This will be somewhat of a declaration of love to Ardbeg. It was my very frist single-malt love. It was for the wrong reasons perhaps, but still Ardbeg has special place in my heart. Let me explain why these feelings for this distillery on Islay exist.
Ask anyone who has an interest for whisky (experienced or budding interest) what they associate with Ardbeg and there will be one common word: Peat! This might be a common word for many distilleries from this area. Is this why I like Ardbeg? Partly, but it runs deeper than that. I have a certain emotional attachment to Ardbeg too.
Ardbeg Ten years old was my first introduction to single malt. It’s now around 6-7 years ago. At this point in time I was quite new when it came to whisky. I had been very proud of a bottle of Chivas Regal 18 years with some unique numbers on it. It was great thing for a lad in his early twenties to have such a nice whisky. And yes, I felt somewhat “special” buying a drink from this bottle at a gathering. And the bottle lasted for a very long while because I was so proud. It’s still a good whisky, but not really that exciting perhaps.
But getting back to Ardbeg. The man I owe my whisky interest to was a young lad hardly old enough for liquor drinking like myself (i.e early twenties), and he worked as a shop clerk at the tax free shop in Bergen Airport. I had a few kroner burning a hole in my pocket – like youngsters often have when they go somewhere on vacation. He had some ideas that unfortunately several whisky experts would disapprove of. I stood there looking in the whisky section with a mate when he asked what I was looking for. Well, obviously whisky, or what? But what else I didn’t really have any answer to. After giving a budget the Ardbeg Ten years old came out of a shelf. It appearently had won some sort of highly coveted price that was really impressive to me (it’s only later I have understood that it probably was Jim Murray’s “Whisky of the Year”). And even more “impressive” for a youngster? “If you put some ice in it, it goes cloudy, almost milky in colour!,” the clerk said. I was just made up! I had to buy it!
And the guy was realy right! It was very funny to see what happened. Great big bourbon glasses from Ikea, a couple ice cubes in it, and you would think we were drinking a thin milk with ice. Well, sort of. It was cloudy at least. If my friends and I noticed something else? Weeelll… It was very “smokey”.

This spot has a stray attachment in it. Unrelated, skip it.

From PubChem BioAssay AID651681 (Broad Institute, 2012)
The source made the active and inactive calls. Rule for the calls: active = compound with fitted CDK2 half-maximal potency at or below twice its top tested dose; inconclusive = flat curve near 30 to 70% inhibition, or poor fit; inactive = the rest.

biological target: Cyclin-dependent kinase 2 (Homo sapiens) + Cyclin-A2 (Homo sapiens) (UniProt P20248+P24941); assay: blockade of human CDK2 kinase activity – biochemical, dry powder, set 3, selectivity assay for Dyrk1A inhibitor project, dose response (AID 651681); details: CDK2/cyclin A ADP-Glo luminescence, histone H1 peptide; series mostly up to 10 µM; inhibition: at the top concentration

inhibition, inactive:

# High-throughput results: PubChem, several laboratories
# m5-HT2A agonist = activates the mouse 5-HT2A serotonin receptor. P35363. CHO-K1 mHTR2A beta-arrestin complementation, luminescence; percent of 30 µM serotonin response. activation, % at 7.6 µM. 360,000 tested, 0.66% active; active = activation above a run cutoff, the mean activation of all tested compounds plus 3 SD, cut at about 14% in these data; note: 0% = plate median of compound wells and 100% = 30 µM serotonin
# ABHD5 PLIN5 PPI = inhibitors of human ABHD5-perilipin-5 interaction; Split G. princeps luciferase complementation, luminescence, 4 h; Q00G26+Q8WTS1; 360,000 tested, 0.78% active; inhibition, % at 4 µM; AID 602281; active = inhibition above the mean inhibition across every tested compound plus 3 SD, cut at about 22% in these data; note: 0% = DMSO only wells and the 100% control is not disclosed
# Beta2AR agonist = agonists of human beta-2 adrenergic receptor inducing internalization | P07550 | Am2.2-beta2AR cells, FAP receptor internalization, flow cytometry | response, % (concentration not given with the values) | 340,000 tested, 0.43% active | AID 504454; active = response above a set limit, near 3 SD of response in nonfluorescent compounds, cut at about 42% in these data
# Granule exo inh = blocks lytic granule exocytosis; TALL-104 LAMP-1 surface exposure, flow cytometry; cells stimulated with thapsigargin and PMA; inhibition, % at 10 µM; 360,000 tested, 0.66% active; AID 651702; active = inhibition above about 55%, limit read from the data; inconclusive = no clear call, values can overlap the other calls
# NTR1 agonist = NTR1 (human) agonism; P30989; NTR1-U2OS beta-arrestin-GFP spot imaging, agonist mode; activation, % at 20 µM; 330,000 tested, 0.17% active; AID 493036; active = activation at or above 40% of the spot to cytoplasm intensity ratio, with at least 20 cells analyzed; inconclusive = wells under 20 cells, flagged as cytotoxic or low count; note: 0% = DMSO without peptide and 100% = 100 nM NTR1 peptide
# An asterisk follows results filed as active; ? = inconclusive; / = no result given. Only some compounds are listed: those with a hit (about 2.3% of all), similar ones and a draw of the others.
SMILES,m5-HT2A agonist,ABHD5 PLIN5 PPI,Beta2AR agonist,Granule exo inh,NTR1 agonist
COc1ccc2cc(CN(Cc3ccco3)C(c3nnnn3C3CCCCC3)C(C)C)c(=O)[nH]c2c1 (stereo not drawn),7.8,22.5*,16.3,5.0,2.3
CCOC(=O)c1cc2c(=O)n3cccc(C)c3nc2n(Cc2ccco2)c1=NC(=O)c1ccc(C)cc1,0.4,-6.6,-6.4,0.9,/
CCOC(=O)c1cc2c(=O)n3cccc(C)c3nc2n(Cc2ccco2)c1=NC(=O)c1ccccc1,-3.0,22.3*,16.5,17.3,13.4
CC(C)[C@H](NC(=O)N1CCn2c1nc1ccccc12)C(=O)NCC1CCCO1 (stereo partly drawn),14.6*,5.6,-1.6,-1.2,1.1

And this thing about smoke or peat has long intrigued me after this. Looking for ever more peatier whiskies was long an obsession. It wasn’t “genuine” if the whole room didn’t smell when the bottle was opened. This lead to a long period with lots of Ardbeg Supernova, Lagavulin and Talisker to mention a few. There was also some not directly connected to any destilleries like Big Peat etc. Some it was a real dellight to put a bit of water in and find it started smelling camp fire.
But despite plenty of peated whiskies, I have really always returned to Ardbeg which in my eyes is the “original”. Granted, it has a lot to do with that “first love”, but also the way the destillery has
taken care of it’s brand. The way this somewhat young destillery (started up again in 1997), slowly but surely has released new versions has been amazing. They started with editions like Very Young, Still Young etc. before the ten year old came out. It’s not been often that Ardbeg has actually given us the ages on the bottle – really quite refreshing since they sometimes don’t mean much (link in Norwegian only as of 02. Nov. 15). It’s snobbishness to some degree – it must be the whisky not the numbers on the bottle that surely matters? Now we have the 10 year old together with the two extremes of Blasda and Supernova. It’s quite amazing to me that they can do this. Maybe we also need to get more used to Blasdas than Supernovas with the peat-situation in Islay being so precarious as it is. It’s a good thing that I have got a tast for “lighter” whiskes. And when it comes to peat, Blasda has 8 ppm compared to the norm of 24 ppm.
I know that if someone asks whiskyguru and Oslo Whiskyfestival-organizer Chris Maile what his favourite whisky is, you will get the answer: “The one I am holding in my hand now”. And well, to a large extent I do agree with the idea (even though Chris himself sins a bit here as a gentleman from the Isle of Skye). But unfortunately, this is also a bit like asking “what’s your favourite team”? I just can’t answer “the winning team”. Those who really want my favourite footy teams (in Norway and England), can ask in the comments.
But my favourite whisky? Ardbeg TEN year old!
What’s your favourite whisky? Tell us in comments